The gap between what his department and the news reel companies wanted and what Hurley was prepared to produce widened to such an extent that the cost of Hurley’s productions could not be justified any longer. Steps were considered to withdraw Hurley. The difficult question was that no one in Australia knew what to do with this out-of date but well respected cinema and still photographer.

Fortunately, because of his impressive former reputation and connections, he was able to resign from the Australian Army and join the British army on the pay of Lieutenant Colonel as the Director of Army Features and Propaganda in the Middle East. He was awarded an OBE in 1941 for his war work making up a little for the lack of decorations he had received in World War One.

Hurley seemed to enjoy the next forty months, where he had to oversee the work of about fifty different film units as well as having many opportunities to make film and photographs in one area of the world he loved, the Middle east. Cairo became his second home with the reality being that Hurley spent an enormous amount of time on the road, in the field and being hands on with the work, where he was happiest.


'Making a way' after the war...

Hurley, aged 61, returned to Australia in September 1946 after six years away from family and country. All four children had now married and he was a grandfather.

Despite Hurley’s frugal lifestyle and good pay during the war he found his finances were in desperate condition. The fine home in Rose Bay complete with his native gardens and lush lawns, was gone. Mrs Hurley had moved to a semi-detached cottage away from the harbour. Sensing perhaps that he would not have the independence he had enjoyed with his war time films Hurley did not try to find a niche in the rapidly expanding post war travelogue/ documentary or feature film productions. He made one promotional film in 1953, The Eternal Forest  as a promotion for the Australian Paper Manufacturers. He was however, far from tired or un-enterprising.


Going Into Print

Taking up again the spirit ‘Unless you're beat your’ bound to win’.

Hurley quickly turned to book publishing, an arena in which he could in a sense continue to serve Australia by promotion of the land instead of its war effort but also make a profit.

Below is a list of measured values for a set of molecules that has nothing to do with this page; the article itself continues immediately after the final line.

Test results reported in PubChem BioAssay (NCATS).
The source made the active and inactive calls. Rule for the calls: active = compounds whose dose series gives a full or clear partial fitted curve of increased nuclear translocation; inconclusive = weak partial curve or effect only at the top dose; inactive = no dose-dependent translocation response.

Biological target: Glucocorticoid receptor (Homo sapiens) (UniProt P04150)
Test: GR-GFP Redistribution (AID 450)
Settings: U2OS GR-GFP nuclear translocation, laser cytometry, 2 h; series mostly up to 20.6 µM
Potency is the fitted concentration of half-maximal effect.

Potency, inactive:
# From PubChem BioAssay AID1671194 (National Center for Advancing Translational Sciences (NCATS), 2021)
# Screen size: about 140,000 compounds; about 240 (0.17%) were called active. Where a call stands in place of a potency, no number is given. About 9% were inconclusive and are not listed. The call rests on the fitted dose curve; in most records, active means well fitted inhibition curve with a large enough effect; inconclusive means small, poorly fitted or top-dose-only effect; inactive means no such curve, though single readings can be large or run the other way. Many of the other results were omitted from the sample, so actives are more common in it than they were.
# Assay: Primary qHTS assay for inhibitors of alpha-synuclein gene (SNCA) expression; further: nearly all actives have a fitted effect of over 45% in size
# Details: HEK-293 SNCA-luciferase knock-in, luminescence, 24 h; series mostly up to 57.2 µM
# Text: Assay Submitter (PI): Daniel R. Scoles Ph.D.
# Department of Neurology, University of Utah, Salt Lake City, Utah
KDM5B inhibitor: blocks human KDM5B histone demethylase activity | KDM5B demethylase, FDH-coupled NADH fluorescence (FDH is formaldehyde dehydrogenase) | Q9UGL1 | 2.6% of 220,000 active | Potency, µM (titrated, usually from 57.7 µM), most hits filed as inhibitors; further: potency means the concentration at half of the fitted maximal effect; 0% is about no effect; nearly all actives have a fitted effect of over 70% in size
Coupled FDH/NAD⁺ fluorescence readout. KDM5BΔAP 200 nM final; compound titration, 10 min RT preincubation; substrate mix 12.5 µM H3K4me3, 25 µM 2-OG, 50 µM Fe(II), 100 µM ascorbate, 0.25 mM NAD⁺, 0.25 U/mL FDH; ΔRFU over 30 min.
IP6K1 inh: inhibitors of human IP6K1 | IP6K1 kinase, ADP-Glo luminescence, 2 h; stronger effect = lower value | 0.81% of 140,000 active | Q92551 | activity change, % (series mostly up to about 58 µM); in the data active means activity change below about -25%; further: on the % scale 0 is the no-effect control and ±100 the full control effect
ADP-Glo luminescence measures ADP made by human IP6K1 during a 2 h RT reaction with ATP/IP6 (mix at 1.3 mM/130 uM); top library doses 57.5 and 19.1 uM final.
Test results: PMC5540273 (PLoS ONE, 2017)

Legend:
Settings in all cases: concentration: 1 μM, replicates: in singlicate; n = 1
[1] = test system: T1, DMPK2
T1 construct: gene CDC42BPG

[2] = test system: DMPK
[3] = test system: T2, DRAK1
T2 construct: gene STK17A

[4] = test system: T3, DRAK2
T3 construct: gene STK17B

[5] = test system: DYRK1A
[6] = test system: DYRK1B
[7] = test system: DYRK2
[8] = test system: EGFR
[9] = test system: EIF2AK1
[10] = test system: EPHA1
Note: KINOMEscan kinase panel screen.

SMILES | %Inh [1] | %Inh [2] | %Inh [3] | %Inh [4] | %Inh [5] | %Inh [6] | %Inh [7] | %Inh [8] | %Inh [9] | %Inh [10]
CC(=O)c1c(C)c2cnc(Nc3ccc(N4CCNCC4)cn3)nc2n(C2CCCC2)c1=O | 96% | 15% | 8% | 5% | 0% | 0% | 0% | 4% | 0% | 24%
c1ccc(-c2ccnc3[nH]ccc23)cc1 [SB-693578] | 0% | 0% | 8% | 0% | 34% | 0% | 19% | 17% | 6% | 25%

He regarded Australia as a magnificent witness to the benefits of white settlement and freedom from the racial and other conflicts which had brought war to Europe and the Pacific.33

He first plumbed his archive. In 1948, Sydney publishers, Angus & Robertson, put out Shackleton’s Argonauts, an edition for a very general readership of his earlier publication on his Antarctic adventures. The book won an Australian book award and was reprinted in 1949 and 1956 (as well as a 1979 edition by McGraw Hill)34.

In the same year, he published Sydney: A Camera Study, and in 1949, The Holy City: A Camera Study of Jerusalem and its surroundings. The books, handsome and lavish for the immediate post-war years when rationing still applied, were immediate best sellers. Many were reprinted well into the 1960s.


25   Strathaird passing under Sydney Harbor Bridge Circa 1959



Going Into Print

He soon relocated to a series of better homes finally settling at Collaroy Plateau, a rather undeveloped northern Sydney beach area on a large bush acreage with spectacular views, as magnificent as those at Vaucluse. He again set to work on elaborate garden works and built a darkroom in the garage. Throughout the period he also continued with broadcasts on the Australian national radio.

He next set out on journeys across Australia, state by state, most often with costs subsidised with backing from respective state governments and their tourism agencies. He produced a continuous flow of photographic books on Australia’s scenic wonder, cities, rural and heavy industries as well as native flora.35

Flocks of sheep and rustling wheat fields all in bright sunshine were favoured and relatively few city people or Aboriginal people appeared tin what was a domesticated picturesque. The books were exactly in tune with the market and largely without competition. The scenic view catered to a reviving economy, the intensified relationship with the land experienced by soldiers returning and the post-war drive to attract immigrants.

He changed to Sands publishers in 1953 and returned to a craft he knew well from his former life; postcards. He also entered the world of calendars, with his annual output being sought after and popular. The books in colour are crude by later standards but some of the prints of Australian flora (usually from specimens in his own garden) were brilliant in colour fidelity and quality.

Hurley’s output became the popular national and international image of Australia for two decades.

His books were the standard introduction to Australia, found in embassies across the world and on the desk of newly established tourism offices.